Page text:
Bertuzzi, R. et al. Is the COL5A1 rs12722 gene polymorphism associated with running economy? Plos One. 9, e106581 (2014).

    ADS  Article  Google Scholar 

  34. 34.

    Salles, J. I. et al. BMP4 and FGF3 haplotypes increase the risk of tendinopathy in volleyball athletes. J. Sci. Med. Sport. 18, 150–155 (2015).

    Article  Google Scholar 

  35. 35.

    Oliva, F. et al. Hormones and tendinopathies: the current evidence. Br. Med. Bull. 117, 39–58 (2016).

    CAS  Article  Google Scholar 

  36. 36.

    Smith, M. V., Calfee, R. P., Baumgarten, K. M., Brophy, R. H. & Wright, R. W. Upper extremity-specific measures of disability and outcomes in orthopaedic surgery. J. Bone Joint Surg. Am. 94, 277–285 (2012).

    Article  Google Scholar 

  37. 37.

    Fernández-Delgado, M., Cernadas, E., Barro, S. & Amorim, D. Do we need hundreds of classifiers to solve real world classification problems? JMLR. 15, 3133–3181 (2014).

    MathSciNet  MATH  Google Scholar 

Download references

Acknowledgements

The authors would like to thank the staff of the Genetics and Molecular Biology Unit at La Ribera University Hospital and the University of Valencia Department of Physiotherapy. We confirm that we have no financial affiliation (including research funding) or involvement with any commercial organization that has a direct financial interest in any matter included in this manuscript, except as disclosed in an attachment and cited in the manuscript.

Author information

Affiliations

Authors

Contributions

Y.A and J.C. conceived of the present research idea, designed the study and participated in drafting the article. Y.A. developed the ultrasound examinations. E.M. participated in subject recruitment, data collection and analysis, and manuscript writing and editing. J.B. collaborated on data collection and drafting the article. E.S. developed the statistical analysis and interpretation of the results and participated in manuscript review. A.A. participated in the data collection and critical review of the article. S.H. participated in data analysis and drafting and critical review of the manuscript. All authors read and approved the final version of the manuscript.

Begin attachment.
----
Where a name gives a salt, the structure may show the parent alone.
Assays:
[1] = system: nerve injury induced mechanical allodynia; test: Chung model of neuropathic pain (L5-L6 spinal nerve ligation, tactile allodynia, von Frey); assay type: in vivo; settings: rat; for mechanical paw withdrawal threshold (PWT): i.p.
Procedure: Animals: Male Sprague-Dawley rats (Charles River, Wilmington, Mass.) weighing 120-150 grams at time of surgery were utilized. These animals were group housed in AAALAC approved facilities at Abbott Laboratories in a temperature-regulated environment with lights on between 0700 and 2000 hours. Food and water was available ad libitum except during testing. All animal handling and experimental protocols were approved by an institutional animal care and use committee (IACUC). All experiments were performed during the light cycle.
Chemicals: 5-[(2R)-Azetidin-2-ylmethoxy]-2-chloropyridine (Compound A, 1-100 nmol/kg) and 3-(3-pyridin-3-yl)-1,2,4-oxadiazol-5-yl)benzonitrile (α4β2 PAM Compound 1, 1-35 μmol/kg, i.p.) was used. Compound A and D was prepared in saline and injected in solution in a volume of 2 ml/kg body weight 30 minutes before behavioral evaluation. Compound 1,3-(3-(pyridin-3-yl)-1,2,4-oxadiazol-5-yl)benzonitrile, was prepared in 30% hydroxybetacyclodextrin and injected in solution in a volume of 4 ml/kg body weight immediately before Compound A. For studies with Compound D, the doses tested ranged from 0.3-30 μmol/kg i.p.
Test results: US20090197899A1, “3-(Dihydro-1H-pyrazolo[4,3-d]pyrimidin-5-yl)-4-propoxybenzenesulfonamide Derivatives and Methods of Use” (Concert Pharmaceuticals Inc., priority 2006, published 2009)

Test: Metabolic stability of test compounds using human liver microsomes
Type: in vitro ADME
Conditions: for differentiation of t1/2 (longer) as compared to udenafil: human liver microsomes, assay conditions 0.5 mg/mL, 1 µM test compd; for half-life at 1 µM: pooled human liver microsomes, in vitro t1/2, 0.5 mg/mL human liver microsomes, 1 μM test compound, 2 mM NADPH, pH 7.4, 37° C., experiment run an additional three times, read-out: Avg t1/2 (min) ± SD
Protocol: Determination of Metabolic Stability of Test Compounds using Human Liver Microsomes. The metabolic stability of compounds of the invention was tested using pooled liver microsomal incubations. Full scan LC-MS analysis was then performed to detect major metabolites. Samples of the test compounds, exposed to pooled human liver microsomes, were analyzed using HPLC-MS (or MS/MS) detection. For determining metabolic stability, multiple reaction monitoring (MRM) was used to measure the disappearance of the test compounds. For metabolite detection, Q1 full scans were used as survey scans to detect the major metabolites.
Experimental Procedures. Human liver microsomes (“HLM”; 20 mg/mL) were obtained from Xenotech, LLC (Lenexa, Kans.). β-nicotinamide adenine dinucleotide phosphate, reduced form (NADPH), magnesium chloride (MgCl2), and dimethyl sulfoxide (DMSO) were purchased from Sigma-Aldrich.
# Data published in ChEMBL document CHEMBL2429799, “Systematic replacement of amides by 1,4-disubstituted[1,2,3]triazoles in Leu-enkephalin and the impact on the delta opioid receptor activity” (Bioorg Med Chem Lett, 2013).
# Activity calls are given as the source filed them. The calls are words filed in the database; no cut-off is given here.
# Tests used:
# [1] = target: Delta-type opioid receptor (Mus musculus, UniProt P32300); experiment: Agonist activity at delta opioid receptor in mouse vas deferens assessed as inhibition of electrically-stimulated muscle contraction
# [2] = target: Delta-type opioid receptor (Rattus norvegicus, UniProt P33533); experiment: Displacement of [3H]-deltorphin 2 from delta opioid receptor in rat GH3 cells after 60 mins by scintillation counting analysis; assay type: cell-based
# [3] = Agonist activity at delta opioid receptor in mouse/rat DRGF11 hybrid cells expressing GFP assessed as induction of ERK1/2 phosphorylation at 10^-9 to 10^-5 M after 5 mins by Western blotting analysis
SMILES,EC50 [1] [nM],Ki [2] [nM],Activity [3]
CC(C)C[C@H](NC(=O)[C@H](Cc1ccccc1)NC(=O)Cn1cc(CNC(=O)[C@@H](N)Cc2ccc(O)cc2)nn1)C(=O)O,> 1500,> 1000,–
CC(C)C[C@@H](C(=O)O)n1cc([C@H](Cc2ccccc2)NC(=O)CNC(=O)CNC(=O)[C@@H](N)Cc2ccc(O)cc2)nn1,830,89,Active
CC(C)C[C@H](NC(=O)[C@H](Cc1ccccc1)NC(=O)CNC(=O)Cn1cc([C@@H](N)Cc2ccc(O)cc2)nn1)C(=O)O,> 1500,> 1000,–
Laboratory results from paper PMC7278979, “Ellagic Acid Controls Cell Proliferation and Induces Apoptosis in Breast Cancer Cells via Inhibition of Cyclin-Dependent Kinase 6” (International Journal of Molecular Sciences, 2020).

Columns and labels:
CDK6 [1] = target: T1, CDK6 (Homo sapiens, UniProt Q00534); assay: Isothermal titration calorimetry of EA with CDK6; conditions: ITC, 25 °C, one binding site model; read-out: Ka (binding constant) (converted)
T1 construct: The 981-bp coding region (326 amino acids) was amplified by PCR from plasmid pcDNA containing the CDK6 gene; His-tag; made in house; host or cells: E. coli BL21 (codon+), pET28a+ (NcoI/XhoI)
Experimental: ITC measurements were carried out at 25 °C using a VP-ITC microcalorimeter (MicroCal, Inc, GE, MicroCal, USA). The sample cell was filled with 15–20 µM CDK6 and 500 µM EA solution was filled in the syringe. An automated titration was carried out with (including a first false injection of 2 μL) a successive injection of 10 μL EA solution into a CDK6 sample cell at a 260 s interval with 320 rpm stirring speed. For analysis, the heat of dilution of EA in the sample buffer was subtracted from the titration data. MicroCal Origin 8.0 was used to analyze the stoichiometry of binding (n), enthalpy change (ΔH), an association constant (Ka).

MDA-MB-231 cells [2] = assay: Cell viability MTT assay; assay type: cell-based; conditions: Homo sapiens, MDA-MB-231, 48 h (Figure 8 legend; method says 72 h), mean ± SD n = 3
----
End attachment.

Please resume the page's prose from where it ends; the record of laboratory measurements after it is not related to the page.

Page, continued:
Corresponding author

Correspondence to Yasser Alakhdar Mohmara.

Ethics declarations

Competing interests

The authors declare no competing interests.

Additional information

Publisher’s note Springer Nature remains neutral with regard to jurisdictional claims in published maps and institutional affiliations.

Rights and permissions

Open Access This article is licensed under a Creative Commons Attribution 4.0 International License, which permits use, sharing, adaptation, distribution and reproduction in any medium or format, as long as you give appropriate credit to the original author(s) and the source, provide a link to the Creative Commons license, and indicate if changes were made. The images or other third party material in this article are included in the article’s Creative Commons license, unless indicated otherwise in a credit line to the material. If material is not included in the article’s Creative Commons license and your intended use is not permitted by statutory regulation or exceeds the permitted use, you will need to obtain permission directly from the copyright holder. To view a copy of this license, visit http://creativecommons.org/licenses/by/4.0/.

Reprints and Permissions

About this article

Verify currency and authenticity via CrossMark

Cite this article

Alakhdar Mohmara, Y., Cook, J., Benítez-Martínez, J.C. et al. Influence of genetic factors in elbow tendon pathology: a case-control study. Sci Rep 10, 6503 (2020). https://doi.org/10.1038/s41598-020-63030-7

Download citation

Comments

By submitting a comment you agree to abide by our Terms and Community Guidelines. If you find something abusive or that does not comply with our terms or guidelines please flag it as inappropriate.

Search

Quick links

Nature Briefing

Sign up for the Nature Briefing newsletter — what matters in science, free to your inbox daily.

Get the most important science stories of the day, free in your inbox. Sign up for Nature Briefing